A new investigation by the Dutch Institute for War, Holocaust and Genocide Studies (NIOD) justifiably concludes that France, the United Kingdom and the United States did not make secret agreements in 1995 to systematically withhold air support for the Dutch UN soldiers in Srebrenica. However, these countries have yet to release all relevant information. If they do, a new investigation needs to be opened. To that end, PAX requests that the Dutch government actively seeks to get these documents released.
In July, 1995, during the Bosnian war, more than 8,000 Bosnian men and boys were killed by Bosnian Serb troops in and around the town of Srebrenica. Approximately 450 Dutch soldiers were deployed in the enclave, designated a ‘safe area’, as part of the UN mission. The question of responsibility for the massacre has plagued Dutch public psyche ever since.
This latest NIOD report does reveal new information about the performance of the Dutch government and government bodies. For instance, the report is critical of the way the government presented to parliament vague statements by the then UN secretary general regarding air support as firm promises. This aspect played a crucial role in the political decision-making process. The much more comprehensive NIOD report from 2002 was not nearly as critical.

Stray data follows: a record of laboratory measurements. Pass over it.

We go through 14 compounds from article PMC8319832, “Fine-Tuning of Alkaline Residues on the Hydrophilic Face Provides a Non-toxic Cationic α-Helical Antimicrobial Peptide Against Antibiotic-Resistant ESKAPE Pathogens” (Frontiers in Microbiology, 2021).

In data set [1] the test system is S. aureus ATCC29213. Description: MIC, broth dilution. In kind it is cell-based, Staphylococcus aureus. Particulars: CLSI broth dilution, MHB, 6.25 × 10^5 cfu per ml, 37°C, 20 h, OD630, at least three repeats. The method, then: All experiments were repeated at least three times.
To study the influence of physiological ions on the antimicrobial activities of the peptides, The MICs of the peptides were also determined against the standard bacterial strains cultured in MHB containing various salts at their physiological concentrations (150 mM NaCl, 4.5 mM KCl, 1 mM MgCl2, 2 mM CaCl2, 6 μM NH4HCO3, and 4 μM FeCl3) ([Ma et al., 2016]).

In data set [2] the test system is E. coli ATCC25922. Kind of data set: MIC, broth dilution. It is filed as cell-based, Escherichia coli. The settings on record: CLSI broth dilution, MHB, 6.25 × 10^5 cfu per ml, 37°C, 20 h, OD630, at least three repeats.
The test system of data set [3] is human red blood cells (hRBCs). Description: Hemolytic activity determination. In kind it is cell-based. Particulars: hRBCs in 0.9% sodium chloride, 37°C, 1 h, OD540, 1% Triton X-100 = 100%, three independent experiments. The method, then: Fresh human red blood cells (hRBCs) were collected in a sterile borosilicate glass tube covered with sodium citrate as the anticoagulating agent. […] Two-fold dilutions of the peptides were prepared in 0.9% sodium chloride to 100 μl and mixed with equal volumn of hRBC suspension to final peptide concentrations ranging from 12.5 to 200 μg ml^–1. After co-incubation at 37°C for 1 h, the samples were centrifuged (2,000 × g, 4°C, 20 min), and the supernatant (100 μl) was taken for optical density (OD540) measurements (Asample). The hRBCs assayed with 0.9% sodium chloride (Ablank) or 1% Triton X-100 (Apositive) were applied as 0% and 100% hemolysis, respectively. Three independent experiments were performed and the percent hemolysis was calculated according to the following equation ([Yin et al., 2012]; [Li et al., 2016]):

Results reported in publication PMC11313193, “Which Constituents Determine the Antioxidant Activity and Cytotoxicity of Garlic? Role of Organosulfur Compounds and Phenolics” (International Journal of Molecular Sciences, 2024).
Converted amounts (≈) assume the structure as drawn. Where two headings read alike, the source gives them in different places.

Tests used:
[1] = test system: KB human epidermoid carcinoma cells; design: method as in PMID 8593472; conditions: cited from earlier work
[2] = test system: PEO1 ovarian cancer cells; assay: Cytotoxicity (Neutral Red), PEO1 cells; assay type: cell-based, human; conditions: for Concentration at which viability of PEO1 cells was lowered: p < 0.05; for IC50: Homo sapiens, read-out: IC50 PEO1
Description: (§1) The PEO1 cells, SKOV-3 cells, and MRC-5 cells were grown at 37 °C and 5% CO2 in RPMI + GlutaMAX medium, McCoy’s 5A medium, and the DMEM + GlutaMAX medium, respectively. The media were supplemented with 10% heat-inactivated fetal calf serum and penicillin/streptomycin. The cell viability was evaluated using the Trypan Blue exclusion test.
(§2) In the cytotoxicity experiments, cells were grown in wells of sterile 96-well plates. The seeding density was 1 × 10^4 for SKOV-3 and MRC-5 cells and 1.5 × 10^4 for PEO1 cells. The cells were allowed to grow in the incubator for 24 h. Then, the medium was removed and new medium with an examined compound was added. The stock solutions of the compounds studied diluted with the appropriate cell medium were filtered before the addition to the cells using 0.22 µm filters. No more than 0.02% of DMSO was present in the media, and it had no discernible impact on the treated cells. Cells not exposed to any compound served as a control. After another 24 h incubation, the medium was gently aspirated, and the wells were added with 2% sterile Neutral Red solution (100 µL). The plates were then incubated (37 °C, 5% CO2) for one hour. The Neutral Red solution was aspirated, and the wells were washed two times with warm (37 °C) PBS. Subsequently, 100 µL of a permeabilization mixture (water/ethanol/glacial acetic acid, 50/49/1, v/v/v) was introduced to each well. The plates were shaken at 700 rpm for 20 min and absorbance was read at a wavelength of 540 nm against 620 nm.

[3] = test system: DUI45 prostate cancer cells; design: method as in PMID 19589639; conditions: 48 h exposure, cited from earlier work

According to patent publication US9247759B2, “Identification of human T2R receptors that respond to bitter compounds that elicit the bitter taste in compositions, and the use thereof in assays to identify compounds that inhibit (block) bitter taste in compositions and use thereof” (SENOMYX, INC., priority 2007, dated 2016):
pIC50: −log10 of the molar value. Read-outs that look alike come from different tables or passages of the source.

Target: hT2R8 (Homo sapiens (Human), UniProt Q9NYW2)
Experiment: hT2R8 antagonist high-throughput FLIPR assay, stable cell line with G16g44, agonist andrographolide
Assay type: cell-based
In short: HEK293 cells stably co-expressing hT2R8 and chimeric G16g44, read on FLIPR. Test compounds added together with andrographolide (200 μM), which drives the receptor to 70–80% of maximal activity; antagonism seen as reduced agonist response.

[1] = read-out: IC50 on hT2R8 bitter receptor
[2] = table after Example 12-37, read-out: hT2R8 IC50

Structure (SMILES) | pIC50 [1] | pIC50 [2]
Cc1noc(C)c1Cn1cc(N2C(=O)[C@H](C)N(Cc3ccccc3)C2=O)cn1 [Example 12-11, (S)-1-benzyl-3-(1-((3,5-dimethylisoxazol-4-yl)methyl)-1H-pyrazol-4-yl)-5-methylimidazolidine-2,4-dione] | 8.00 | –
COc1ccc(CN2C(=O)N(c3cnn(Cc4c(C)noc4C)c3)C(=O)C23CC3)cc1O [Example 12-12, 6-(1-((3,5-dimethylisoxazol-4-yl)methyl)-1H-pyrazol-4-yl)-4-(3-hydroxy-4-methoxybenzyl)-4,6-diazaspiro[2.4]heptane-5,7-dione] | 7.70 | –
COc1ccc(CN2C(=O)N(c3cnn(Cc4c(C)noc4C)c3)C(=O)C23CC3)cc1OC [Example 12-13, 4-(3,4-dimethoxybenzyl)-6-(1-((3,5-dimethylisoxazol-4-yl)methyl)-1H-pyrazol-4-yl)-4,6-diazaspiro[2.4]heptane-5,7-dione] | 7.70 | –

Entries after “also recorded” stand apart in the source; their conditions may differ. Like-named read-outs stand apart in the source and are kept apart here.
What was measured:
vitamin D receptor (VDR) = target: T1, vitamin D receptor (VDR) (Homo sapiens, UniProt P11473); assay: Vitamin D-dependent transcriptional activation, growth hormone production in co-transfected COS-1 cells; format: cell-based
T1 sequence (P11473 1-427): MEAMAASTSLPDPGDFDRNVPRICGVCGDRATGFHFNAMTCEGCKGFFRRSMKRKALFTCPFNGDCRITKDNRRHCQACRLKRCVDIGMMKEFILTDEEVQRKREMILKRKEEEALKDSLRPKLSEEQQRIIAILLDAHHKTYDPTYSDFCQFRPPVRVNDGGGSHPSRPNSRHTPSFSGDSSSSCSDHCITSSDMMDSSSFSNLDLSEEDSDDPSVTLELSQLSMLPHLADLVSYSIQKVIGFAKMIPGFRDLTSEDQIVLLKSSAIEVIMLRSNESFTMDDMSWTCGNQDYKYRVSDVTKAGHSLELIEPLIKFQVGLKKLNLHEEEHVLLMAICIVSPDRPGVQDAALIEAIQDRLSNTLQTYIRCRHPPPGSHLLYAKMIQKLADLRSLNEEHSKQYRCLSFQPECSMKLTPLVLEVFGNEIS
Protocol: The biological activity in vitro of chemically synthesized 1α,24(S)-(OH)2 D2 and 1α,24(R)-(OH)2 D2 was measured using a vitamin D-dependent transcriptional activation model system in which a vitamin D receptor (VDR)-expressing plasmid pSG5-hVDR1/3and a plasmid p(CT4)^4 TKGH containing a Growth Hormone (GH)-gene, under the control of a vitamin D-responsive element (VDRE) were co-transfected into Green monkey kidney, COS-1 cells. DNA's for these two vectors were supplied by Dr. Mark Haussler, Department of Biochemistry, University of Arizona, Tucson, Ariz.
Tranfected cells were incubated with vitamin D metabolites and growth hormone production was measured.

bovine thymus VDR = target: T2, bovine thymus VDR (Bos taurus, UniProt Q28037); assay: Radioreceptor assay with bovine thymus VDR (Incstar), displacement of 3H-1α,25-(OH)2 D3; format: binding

In addition, the new report paints a disconcerting picture of mistakes made by the Domestic Security Service (BVD) and the Military Intelligence Service (MID) in 1995. Information that was available from other security agencies was not used. PAX regrets that in its reaction to the report, the Dutch government fails to mention either of these points. PAX hopes that members of parliament will pursue a dialogue with the government on these points.
Finally, PAX particularly laments that the government continues to minimize its responsibility for the events in July 1995. The Dutch government maintains that the genocide in Srebrenica was the result of a failure of the international community. This was the standpoint of the government in 2002, and means that the Netherlands was political co-responsible only in its role as a member of the international community. However, as this latest NIOD report also demonstrates, the Netherlands was itself responsible for political and military failures in 1995. Over the last few years, this has been established by various rulings in Dutch courts, including by the Supreme Court. The new NIOD report confirms the accuracy of this critique of the Netherlands.